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ISSN: 2155-6148
Journal of Anesthesia & Clinical Research
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Is Unilateral Vocal Fold Paralysis a Rare Complication of Spinal Anesthesia? A Case Report

John C Guevara, MD*

Department of Anesthesiology, Salem Hospital, Salem, Oregon, USA

*Corresponding Author:
John C Guevara, MD
Oregon Anesthesiology Group, 707 SW Washington St.
Suite 700, Portland, Oregon 97205, USA
Tel: 503-299-9906
Fax: 503-295-2232
E-mail: [email protected]

Received date: May 31, 2016; Accepted date: June 30, 2016; Published date: July 06, 2016

Citation: Guevara JC (2016) Is Unilateral Vocal Fold Paralysis a Rare Complication of Spinal Anesthesia? A Case Report. J Anesth Clin Res 7:640. doi:10.4172/2155-6148.1000640

Copyright: © 2016 Guevara JC. This is an open-access article distributed under the terms of the Creative Commons Attribution License, which permits unrestricted use, distribution, and reproduction in any medium, provided the original author and source are credited.

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Abstract

A 47 year old woman underwent an open reduction and internal fixation of a left ankle fracture under spinal anesthesia. In the recovery room, she noticed a sudden onset of dysphonia. Fiberoptic examination revealed an immobile right vocal fold. Her symptoms gradually improved over the next few weeks with conservative treatment. By the eighth week, her voice had returned to normal. Anesthesiologists should be aware that dysphonia that develops immediately or shortly after spinal anesthesia may represent a unilateral vocal fold paralysis (VFP).

Keywords

Vocal fold paralysis; Hoarseness; Dysphonia; Vagus nerve; Cranial neuropathy; Recurrent laryngeal nerve; Abducens nerve; Intracranial hypotension; Spinal anesthesia complications

Case Report

A 47 year old woman underwent an open reduction and internal fixation of a left posterior pilon (tibia) and fibula fracture. The patient refused general anesthesia and intubation because she had undergone a partial cricotracheal resection for subglottic stenosis seven years earlier. Her only symptom at that time was dyspnea. She had never been previously intubated; she had not experienced any changes in her vocal quality or strength. The cause of her subglottic stenosis was considered to be idiopathic. Her cricotracheal resection had been performed successfully and she had normal vocal fold function postoperatively. The patient was 58 kg and 173 cm in height. She was ASA Class II, not a diabetic, and a nonsmoker. She had no history of neuritis, neuropathies, inflammatory conditions, recent vaccinations, or any recent upper respiratory infections. Past surgical history included a cesarean section under epidural anesthesia and a breast augmentation under local anesthesia. Medications included vitamins, calcium, fish oil, and magnesium.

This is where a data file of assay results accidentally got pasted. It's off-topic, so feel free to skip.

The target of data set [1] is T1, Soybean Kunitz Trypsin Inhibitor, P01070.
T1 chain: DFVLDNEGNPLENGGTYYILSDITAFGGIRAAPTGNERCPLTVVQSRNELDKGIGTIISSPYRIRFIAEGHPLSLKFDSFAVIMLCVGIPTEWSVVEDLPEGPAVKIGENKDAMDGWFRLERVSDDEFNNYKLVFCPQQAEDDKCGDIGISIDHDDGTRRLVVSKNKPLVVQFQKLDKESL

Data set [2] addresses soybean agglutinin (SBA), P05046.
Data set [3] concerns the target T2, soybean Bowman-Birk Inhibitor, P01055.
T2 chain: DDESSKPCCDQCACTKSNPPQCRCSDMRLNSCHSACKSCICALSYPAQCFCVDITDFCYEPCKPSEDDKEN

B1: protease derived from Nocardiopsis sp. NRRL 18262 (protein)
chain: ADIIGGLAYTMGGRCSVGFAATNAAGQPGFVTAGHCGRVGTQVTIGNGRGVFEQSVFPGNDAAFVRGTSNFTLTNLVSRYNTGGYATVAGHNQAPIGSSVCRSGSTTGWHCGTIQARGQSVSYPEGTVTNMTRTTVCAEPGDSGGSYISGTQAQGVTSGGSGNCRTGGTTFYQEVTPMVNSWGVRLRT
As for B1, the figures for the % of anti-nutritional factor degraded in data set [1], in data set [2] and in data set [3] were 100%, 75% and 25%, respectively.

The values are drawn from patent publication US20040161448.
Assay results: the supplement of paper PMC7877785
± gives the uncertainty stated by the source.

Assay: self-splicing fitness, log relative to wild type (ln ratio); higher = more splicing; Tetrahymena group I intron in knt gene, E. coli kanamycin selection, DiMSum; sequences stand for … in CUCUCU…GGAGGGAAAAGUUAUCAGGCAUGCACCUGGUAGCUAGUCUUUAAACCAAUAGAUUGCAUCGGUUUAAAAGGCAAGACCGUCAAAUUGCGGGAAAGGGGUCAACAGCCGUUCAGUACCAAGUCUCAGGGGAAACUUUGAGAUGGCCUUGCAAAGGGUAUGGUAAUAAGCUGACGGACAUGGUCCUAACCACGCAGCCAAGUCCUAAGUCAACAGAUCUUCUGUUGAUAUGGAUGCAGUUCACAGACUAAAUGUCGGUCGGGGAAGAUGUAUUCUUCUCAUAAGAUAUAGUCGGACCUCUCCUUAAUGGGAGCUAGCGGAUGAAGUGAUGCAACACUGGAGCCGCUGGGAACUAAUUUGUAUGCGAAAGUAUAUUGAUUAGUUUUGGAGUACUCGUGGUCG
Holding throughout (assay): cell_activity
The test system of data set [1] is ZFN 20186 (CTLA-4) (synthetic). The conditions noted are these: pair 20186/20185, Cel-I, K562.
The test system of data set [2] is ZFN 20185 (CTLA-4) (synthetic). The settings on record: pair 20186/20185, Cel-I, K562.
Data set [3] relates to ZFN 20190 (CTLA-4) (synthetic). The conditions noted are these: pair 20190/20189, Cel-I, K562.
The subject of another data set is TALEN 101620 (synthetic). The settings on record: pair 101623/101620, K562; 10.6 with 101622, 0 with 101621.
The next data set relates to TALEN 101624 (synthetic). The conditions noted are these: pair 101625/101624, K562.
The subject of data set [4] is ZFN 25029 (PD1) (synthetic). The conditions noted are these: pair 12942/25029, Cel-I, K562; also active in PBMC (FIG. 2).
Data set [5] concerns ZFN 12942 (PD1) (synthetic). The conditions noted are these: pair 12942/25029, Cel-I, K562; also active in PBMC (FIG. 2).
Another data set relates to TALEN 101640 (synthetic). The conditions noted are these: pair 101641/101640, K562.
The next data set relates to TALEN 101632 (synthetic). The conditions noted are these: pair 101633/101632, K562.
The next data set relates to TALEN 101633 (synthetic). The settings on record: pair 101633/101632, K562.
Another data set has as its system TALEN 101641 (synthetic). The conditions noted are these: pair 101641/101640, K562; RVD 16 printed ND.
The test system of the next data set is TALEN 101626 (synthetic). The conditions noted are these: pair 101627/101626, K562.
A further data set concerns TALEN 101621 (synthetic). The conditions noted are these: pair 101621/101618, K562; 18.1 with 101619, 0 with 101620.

The patient was consented for a spinal anesthetic with peripheral nerve blocks for postoperative pain management. After intravenous sedation with three milligrams of midazolam, the patient was placed into a sitting position for the spinal anesthetic. A 25 gauge pencil-point needle was used to place the spinal block at the L3-4 interspace. On the first attempt, in an atraumatic fashion, the patient received twelve milligrams of hyperbaric bupivacaine. The patient was returned to a supine position and five milligrams of ephedrine was given when there was an initial decrease in mean arterial pressure from 85 to 70 mmHg. The spinal block produced a surgical level block to T4. An ultrasoundguided saphenous nerve block was performed utilizing 10 mL of 0.25% bupivacaine.

The patient was placed into the prone position. All pressure points were well-padded, avoiding hyperextension and hyperflexion of the neck and shoulders. During positioning the patient spoke in a normal manner and stated that she was comfortable. Intravenous sedation consisted of propofol at a rate of 50-75 mcg/kg/minute and a total of three milligrams of midazolam and 500 mcg of fentanyl were administered incrementally.